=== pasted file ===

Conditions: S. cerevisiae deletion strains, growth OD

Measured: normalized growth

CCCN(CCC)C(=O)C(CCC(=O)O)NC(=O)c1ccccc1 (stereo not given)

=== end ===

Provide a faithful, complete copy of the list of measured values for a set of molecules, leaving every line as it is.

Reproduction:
Conditions: S. cerevisiae deletion strains, growth OD

Measured: normalized growth

CCCN(CCC)C(=O)C(CCC(=O)O)NC(=O)c1ccccc1 (stereo not given)